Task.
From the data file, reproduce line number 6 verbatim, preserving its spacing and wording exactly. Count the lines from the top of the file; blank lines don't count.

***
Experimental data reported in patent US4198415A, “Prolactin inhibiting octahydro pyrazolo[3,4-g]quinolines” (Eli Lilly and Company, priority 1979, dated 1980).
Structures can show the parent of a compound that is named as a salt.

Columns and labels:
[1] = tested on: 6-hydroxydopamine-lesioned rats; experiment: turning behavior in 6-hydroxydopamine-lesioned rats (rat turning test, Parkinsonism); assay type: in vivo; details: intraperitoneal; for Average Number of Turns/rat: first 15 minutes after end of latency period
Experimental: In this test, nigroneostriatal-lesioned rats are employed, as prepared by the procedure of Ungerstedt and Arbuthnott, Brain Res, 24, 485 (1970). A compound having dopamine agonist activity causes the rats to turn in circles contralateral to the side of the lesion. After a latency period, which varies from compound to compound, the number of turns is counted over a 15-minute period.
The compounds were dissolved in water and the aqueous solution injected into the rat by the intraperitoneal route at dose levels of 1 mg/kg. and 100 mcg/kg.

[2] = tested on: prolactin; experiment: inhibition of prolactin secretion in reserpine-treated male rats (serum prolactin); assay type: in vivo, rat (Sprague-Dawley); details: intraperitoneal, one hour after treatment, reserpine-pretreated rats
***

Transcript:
The compounds were dissolved in water and the aqueous solution injected into the rat by the intraperitoneal route at dose levels of 1 mg/kg. and 100 mcg/kg.